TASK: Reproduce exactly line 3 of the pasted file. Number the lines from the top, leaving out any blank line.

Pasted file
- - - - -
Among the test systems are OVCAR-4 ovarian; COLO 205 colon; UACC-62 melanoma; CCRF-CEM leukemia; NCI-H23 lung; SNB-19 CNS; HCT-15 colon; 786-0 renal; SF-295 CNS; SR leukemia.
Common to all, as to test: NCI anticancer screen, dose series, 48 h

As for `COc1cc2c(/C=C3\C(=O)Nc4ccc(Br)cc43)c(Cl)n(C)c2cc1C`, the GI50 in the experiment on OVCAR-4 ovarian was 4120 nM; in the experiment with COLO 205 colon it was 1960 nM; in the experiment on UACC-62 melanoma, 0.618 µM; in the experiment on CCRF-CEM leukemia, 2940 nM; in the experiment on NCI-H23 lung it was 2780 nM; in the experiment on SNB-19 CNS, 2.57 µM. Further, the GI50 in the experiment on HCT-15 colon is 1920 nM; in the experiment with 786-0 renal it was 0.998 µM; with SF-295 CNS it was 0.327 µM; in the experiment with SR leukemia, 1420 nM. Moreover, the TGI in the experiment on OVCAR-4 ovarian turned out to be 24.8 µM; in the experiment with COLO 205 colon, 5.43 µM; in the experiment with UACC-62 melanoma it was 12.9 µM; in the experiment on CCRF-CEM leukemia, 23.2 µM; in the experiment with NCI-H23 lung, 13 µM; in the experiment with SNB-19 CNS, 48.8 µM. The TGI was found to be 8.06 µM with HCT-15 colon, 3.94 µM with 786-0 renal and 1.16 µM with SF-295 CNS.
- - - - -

As for `COc1cc2c(/C=C3\C(=O)Nc4ccc(Br)cc43)c(Cl)n(C)c2cc1C`, the GI50 in the experiment on OVCAR-4 ovarian was 4120 nM; in the experiment with COLO 205 colon it was 1960 nM; in the experiment on UACC-62 melanoma, 0.618 µM; in the experiment on CCRF-CEM leukemia, 2940 nM; in the experiment on NCI-H23 lung it was 2780 nM; in the experiment on SNB-19 CNS, 2.57 µM. Further, the GI50 in the experiment on HCT-15 colon is 1920 nM; in the experiment with 786-0 renal it was 0.998 µM; with SF-295 CNS it was 0.327 µM; in the experiment with SR leukemia, 1420 nM. Moreover, the TGI in the experiment on OVCAR-4 ovarian turned out to be 24.8 µM; in the experiment with COLO 205 colon, 5.43 µM; in the experiment with UACC-62 melanoma it was 12.9 µM; in the experiment on CCRF-CEM leukemia, 23.2 µM; in the experiment with NCI-H23 lung, 13 µM; in the experiment with SNB-19 CNS, 48.8 µM. The TGI was found to be 8.06 µM with HCT-15 colon, 3.94 µM with 786-0 renal and 1.16 µM with SF-295 CNS.